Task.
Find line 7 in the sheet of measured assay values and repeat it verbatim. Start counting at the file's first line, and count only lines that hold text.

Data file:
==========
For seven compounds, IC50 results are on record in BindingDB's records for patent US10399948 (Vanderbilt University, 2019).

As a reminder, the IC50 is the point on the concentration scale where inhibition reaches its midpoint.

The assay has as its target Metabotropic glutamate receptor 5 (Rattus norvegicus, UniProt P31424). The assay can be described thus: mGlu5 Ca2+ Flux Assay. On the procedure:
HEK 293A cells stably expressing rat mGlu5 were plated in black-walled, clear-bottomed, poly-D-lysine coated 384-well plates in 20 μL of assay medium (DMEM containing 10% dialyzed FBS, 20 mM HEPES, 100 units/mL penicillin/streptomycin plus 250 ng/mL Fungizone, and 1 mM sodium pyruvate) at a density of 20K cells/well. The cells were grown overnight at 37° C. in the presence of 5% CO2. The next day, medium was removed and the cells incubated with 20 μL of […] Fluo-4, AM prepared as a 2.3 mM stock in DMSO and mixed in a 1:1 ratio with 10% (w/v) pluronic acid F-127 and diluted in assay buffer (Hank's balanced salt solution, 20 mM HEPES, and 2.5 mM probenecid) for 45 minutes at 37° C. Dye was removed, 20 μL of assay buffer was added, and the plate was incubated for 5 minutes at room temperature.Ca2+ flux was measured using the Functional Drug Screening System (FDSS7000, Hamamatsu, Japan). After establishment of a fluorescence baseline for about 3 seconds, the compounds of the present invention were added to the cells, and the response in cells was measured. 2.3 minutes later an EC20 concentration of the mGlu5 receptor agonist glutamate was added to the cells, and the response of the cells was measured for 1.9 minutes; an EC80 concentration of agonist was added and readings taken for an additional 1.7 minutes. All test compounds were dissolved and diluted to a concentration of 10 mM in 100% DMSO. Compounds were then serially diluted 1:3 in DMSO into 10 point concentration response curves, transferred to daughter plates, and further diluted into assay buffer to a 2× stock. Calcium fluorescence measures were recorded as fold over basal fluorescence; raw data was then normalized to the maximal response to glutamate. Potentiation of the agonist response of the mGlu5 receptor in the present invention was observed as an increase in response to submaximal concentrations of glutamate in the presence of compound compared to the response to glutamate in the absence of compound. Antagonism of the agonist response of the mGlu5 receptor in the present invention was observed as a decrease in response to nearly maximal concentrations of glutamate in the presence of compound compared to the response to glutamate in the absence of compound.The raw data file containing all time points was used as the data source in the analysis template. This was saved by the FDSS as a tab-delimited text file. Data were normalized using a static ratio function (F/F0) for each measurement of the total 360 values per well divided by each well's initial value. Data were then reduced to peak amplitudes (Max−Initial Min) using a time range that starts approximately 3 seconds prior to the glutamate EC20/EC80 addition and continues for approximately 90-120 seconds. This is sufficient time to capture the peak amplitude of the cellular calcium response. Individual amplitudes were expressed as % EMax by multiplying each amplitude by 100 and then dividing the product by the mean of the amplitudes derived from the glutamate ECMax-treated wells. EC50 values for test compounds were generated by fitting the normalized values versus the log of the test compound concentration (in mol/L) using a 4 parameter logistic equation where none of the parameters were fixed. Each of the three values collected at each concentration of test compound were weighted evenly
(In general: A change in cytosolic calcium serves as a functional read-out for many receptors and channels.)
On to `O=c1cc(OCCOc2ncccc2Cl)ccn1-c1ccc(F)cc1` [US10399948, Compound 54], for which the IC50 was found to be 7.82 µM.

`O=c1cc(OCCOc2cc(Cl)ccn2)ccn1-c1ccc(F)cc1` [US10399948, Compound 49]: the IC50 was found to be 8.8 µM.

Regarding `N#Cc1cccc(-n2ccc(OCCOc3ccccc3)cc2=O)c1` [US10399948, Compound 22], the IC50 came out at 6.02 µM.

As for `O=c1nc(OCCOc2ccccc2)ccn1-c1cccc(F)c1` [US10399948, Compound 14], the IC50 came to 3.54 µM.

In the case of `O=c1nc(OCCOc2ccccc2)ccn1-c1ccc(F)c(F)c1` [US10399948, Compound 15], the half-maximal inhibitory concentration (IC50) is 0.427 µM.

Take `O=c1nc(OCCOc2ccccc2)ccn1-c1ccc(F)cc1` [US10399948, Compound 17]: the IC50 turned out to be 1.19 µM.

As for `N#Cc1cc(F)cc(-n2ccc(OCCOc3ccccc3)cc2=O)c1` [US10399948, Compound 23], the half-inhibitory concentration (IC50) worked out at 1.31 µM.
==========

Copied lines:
`O=c1cc(OCCOc2cc(Cl)ccn2)ccn1-c1ccc(F)cc1` [US10399948, Compound 49]: the IC50 was found to be 8.8 µM.